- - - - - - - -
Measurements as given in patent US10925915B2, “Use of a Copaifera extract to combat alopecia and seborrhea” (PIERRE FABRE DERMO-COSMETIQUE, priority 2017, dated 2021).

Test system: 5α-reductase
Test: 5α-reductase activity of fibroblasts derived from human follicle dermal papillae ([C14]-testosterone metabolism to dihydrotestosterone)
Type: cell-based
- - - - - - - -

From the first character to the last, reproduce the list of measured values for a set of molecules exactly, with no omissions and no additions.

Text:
Measurements as given in patent US10925915B2, “Use of a Copaifera extract to combat alopecia and seborrhea” (PIERRE FABRE DERMO-COSMETIQUE, priority 2017, dated 2021).

Test system: 5α-reductase
Test: 5α-reductase activity of fibroblasts derived from human follicle dermal papillae ([C14]-testosterone metabolism to dihydrotestosterone)
Type: cell-based